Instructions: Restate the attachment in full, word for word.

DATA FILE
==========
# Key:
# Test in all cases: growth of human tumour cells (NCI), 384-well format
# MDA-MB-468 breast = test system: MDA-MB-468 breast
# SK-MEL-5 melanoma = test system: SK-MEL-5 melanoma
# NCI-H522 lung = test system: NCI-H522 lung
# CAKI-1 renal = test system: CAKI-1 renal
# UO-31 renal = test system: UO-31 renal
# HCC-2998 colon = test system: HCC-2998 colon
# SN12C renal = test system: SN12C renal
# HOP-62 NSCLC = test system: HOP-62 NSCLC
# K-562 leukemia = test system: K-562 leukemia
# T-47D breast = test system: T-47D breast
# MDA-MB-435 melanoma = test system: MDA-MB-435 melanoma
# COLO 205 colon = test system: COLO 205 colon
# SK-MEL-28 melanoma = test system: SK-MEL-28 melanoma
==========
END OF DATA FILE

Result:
# Key:
# Test in all cases: growth of human tumour cells (NCI), 384-well format
# MDA-MB-468 breast = test system: MDA-MB-468 breast
# SK-MEL-5 melanoma = test system: SK-MEL-5 melanoma
# NCI-H522 lung = test system: NCI-H522 lung
# CAKI-1 renal = test system: CAKI-1 renal
# UO-31 renal = test system: UO-31 renal
# HCC-2998 colon = test system: HCC-2998 colon
# SN12C renal = test system: SN12C renal
# HOP-62 NSCLC = test system: HOP-62 NSCLC
# K-562 leukemia = test system: K-562 leukemia
# T-47D breast = test system: T-47D breast
# MDA-MB-435 melanoma = test system: MDA-MB-435 melanoma
# COLO 205 colon = test system: COLO 205 colon
# SK-MEL-28 melanoma = test system: SK-MEL-28 melanoma